An enjoyable polemic that grapples with some of the interesting and confusing issues of non-singularity, bringing semantic, ontic and logical considerations to bear on the puzzling phenomenon of non-singular nouns. . . . Words Without Objects is a worthwhile read for anyone interested in some of the philosophical considerations regarding the many and the much. . . . the book contains some very insightful and interesting arguments about a very difficult topic, and provides some delightful philosophical back-story. ( Adam Sennet, Notre Dame Philosophical Reviews)
Laycock's discussion will be of great value for those studying the semantics of mass terms. ( Thomas J. McKay, Canadian Journal of Philosophy)
In this approachable, philosophically-oriented book, Laycock offers a 'descriptive metaphysics...of stuff or matter' and addresses 'the formal behaviour, including that under the quanitifiers, of a large and central set of non-count nouns... sometimes called mass nouns'... I wholeheartedly recommend this useful, stimulating and worthwhile book to anyone who wants to think about the topics it addresses. ( Stephen K. McLeod, Philosophical Books)
Laycock's recent monograph constitutes a welcome addition to on the mass/count distribution, especially since it marks the first published book-length examination of these issues by a philosopher... I very much hope that Laycock's monograph will inspire, as it should, a resurgence of interest in what is after all... a prime breeding ground for questions concerning meaning, truth, reference and quantification... Laycock's view is certainly sufficiently provocative and intriguing in its unfamiliarity to warrant examination in the future. ( Kathrin Koslicki, Australian Journal of Philosophy)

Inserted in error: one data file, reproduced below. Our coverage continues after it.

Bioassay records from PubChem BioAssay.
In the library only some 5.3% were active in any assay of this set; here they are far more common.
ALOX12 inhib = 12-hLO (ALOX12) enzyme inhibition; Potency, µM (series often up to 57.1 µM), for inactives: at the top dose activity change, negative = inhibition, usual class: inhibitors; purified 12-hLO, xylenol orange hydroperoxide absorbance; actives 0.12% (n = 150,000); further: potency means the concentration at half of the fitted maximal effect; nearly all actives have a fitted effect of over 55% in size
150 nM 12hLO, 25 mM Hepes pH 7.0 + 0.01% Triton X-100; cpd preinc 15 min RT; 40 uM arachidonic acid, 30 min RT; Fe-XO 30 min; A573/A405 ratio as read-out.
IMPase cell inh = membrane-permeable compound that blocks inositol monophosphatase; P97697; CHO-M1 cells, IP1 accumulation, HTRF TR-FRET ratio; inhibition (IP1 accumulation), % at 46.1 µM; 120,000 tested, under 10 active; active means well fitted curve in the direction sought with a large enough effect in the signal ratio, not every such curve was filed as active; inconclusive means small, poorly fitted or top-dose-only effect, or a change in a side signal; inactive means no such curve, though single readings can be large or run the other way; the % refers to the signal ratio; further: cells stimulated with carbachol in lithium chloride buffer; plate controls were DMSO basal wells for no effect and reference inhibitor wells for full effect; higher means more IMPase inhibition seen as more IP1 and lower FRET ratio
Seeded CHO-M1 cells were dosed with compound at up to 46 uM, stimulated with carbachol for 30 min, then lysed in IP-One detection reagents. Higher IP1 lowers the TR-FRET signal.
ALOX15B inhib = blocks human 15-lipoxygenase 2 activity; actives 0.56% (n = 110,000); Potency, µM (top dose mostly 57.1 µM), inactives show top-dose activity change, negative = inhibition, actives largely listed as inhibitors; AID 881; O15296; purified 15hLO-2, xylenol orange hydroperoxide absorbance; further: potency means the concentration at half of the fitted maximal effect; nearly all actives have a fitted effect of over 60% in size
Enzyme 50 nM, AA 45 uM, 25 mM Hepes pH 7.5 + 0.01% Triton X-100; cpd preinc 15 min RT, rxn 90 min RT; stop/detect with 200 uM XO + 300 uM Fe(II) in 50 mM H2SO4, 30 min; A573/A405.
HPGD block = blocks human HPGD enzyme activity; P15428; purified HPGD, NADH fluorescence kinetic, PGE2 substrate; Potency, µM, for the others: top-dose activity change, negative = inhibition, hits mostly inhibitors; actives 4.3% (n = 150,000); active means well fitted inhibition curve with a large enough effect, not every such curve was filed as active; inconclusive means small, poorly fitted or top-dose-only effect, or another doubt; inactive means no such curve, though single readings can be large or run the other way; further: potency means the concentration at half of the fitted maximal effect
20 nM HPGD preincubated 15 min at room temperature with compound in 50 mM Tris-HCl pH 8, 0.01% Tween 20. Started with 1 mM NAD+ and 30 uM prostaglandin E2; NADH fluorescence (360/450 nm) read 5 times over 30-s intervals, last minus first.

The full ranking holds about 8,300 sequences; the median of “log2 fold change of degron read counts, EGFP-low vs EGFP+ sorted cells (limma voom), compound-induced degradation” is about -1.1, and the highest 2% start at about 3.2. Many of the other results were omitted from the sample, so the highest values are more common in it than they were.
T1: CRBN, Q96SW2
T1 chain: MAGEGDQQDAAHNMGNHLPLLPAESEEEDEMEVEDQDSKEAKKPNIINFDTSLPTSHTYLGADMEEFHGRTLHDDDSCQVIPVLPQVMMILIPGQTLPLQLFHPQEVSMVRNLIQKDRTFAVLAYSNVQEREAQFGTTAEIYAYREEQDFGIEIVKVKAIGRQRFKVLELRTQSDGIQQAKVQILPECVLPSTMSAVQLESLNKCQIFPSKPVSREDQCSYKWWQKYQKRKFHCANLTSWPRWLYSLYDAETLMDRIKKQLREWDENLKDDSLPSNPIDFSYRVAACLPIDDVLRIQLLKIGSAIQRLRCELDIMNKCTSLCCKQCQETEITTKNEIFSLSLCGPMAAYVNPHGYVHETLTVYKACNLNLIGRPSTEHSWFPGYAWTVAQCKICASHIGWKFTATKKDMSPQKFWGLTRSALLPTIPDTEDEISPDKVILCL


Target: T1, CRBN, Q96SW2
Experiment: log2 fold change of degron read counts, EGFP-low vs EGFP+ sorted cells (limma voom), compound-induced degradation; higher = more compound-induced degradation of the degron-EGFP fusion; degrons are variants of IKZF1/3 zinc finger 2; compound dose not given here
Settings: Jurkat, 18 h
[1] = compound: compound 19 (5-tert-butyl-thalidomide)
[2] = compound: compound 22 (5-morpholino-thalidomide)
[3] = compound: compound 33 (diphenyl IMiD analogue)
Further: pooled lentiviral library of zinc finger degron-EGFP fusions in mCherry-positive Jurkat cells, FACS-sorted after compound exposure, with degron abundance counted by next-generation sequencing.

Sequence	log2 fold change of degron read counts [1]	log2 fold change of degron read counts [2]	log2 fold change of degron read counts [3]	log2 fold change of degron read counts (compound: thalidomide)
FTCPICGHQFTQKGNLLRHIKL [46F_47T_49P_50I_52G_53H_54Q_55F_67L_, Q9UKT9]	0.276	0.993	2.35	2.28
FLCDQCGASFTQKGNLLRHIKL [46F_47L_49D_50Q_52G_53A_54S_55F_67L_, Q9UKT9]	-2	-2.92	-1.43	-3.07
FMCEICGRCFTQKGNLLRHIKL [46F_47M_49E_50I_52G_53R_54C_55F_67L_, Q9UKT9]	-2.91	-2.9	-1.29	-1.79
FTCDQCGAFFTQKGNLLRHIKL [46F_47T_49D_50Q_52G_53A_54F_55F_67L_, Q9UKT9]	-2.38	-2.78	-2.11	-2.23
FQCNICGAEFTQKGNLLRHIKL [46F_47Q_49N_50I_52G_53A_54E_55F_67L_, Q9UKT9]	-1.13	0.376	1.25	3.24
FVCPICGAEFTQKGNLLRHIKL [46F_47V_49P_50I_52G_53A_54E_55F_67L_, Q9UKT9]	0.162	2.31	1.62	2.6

A picture of the world as chiefly one of discrete objects, distributed in space and time, has sometimes seemed compelling. It is however one of two main targets of Henry Laycock's book; for it is seriously incomplete. The picture, he argues, leaves no space for stuff like air and water. With discrete objects, we may always ask 'how many?', but with stuff the question has to be 'how much?' Within philosophy, stuff of certain basic kinds is central to the ancient pre-Socratic world-view; but it also constitutes the field of modern chemistry and is a major factor in ecology.
Philosophers these days, in general, are unlikely to deny that stuff exists. But they are very likely to deny that it is ('ultimately') to be contrasted with things, and it is on this account that logic and semantics figure largely in the framework of the book. Elementary logic is a logic which takes values for its variables; and these values are precisely distinct individuals or things. Existence is then symbolized in just such terms; and this, it is proposed, creates a pressure for 'reducing' stuff to things. Non-singular expressions, which include words for stuff, 'mass' nouns, and also plural nouns, are 'explicated' as semantically singular.
Here then is the second target of the book. The posit that both mass and plural nouns name special categories of objects (set-theoretical 'collections' of objects in the one case, mereological 'parcels' or 'portions' of stuff in the other) represents, so Laycock urges, the imposition of an alien logic upon both the many and the much.
„Über diesen Titel“ kann sich auf eine andere Ausgabe dieses Titels beziehen.